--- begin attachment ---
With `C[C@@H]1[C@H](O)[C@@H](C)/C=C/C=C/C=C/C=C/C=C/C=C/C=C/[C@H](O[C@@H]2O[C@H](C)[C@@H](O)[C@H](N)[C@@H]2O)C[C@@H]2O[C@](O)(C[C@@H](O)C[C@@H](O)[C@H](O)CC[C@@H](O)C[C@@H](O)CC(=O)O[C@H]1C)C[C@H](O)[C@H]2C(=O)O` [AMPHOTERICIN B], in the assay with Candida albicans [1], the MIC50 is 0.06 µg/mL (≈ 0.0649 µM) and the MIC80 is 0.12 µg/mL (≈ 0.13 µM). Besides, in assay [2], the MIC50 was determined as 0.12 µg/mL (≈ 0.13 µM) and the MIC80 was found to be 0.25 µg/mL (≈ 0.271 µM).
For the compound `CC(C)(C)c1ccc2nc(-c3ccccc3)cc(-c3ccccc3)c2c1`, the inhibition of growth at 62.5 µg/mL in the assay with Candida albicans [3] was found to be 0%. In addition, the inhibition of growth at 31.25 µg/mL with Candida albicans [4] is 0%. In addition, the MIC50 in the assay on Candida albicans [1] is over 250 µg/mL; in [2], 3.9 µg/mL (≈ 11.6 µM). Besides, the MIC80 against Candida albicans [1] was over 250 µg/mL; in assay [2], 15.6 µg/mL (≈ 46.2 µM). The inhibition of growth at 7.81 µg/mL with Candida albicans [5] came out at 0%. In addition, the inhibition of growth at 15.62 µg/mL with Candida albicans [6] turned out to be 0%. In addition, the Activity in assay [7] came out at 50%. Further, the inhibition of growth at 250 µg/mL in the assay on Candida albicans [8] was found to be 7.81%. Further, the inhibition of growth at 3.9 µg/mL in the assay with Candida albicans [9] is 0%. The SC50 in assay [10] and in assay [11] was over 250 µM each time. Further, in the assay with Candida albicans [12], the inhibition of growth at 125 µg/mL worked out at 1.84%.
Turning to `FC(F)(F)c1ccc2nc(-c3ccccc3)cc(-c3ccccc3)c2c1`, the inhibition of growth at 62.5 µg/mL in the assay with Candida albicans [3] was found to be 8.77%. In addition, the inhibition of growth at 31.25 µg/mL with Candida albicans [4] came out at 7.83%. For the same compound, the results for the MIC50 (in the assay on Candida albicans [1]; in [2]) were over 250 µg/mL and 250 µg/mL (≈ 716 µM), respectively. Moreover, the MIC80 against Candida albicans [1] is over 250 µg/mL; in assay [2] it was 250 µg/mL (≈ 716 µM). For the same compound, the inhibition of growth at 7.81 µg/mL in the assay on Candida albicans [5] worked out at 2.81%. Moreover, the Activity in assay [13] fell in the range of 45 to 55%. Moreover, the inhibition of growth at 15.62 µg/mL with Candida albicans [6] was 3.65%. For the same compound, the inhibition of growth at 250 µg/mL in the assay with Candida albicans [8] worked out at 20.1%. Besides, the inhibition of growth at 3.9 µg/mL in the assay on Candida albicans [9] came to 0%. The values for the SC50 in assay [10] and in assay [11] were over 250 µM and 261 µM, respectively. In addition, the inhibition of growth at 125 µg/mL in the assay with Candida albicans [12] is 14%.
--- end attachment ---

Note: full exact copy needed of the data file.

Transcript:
With `C[C@@H]1[C@H](O)[C@@H](C)/C=C/C=C/C=C/C=C/C=C/C=C/C=C/[C@H](O[C@@H]2O[C@H](C)[C@@H](O)[C@H](N)[C@@H]2O)C[C@@H]2O[C@](O)(C[C@@H](O)C[C@@H](O)[C@H](O)CC[C@@H](O)C[C@@H](O)CC(=O)O[C@H]1C)C[C@H](O)[C@H]2C(=O)O` [AMPHOTERICIN B], in the assay with Candida albicans [1], the MIC50 is 0.06 µg/mL (≈ 0.0649 µM) and the MIC80 is 0.12 µg/mL (≈ 0.13 µM). Besides, in assay [2], the MIC50 was determined as 0.12 µg/mL (≈ 0.13 µM) and the MIC80 was found to be 0.25 µg/mL (≈ 0.271 µM).
For the compound `CC(C)(C)c1ccc2nc(-c3ccccc3)cc(-c3ccccc3)c2c1`, the inhibition of growth at 62.5 µg/mL in the assay with Candida albicans [3] was found to be 0%. In addition, the inhibition of growth at 31.25 µg/mL with Candida albicans [4] is 0%. In addition, the MIC50 in the assay on Candida albicans [1] is over 250 µg/mL; in [2], 3.9 µg/mL (≈ 11.6 µM). Besides, the MIC80 against Candida albicans [1] was over 250 µg/mL; in assay [2], 15.6 µg/mL (≈ 46.2 µM). The inhibition of growth at 7.81 µg/mL with Candida albicans [5] came out at 0%. In addition, the inhibition of growth at 15.62 µg/mL with Candida albicans [6] turned out to be 0%. In addition, the Activity in assay [7] came out at 50%. Further, the inhibition of growth at 250 µg/mL in the assay on Candida albicans [8] was found to be 7.81%. Further, the inhibition of growth at 3.9 µg/mL in the assay with Candida albicans [9] is 0%. The SC50 in assay [10] and in assay [11] was over 250 µM each time. Further, in the assay with Candida albicans [12], the inhibition of growth at 125 µg/mL worked out at 1.84%.
Turning to `FC(F)(F)c1ccc2nc(-c3ccccc3)cc(-c3ccccc3)c2c1`, the inhibition of growth at 62.5 µg/mL in the assay with Candida albicans [3] was found to be 8.77%. In addition, the inhibition of growth at 31.25 µg/mL with Candida albicans [4] came out at 7.83%. For the same compound, the results for the MIC50 (in the assay on Candida albicans [1]; in [2]) were over 250 µg/mL and 250 µg/mL (≈ 716 µM), respectively. Moreover, the MIC80 against Candida albicans [1] is over 250 µg/mL; in assay [2] it was 250 µg/mL (≈ 716 µM). For the same compound, the inhibition of growth at 7.81 µg/mL in the assay on Candida albicans [5] worked out at 2.81%. Moreover, the Activity in assay [13] fell in the range of 45 to 55%. Moreover, the inhibition of growth at 15.62 µg/mL with Candida albicans [6] was 3.65%. For the same compound, the inhibition of growth at 250 µg/mL in the assay with Candida albicans [8] worked out at 20.1%. Besides, the inhibition of growth at 3.9 µg/mL in the assay on Candida albicans [9] came to 0%. The values for the SC50 in assay [10] and in assay [11] were over 250 µM and 261 µM, respectively. In addition, the inhibition of growth at 125 µg/mL in the assay with Candida albicans [12] is 14%.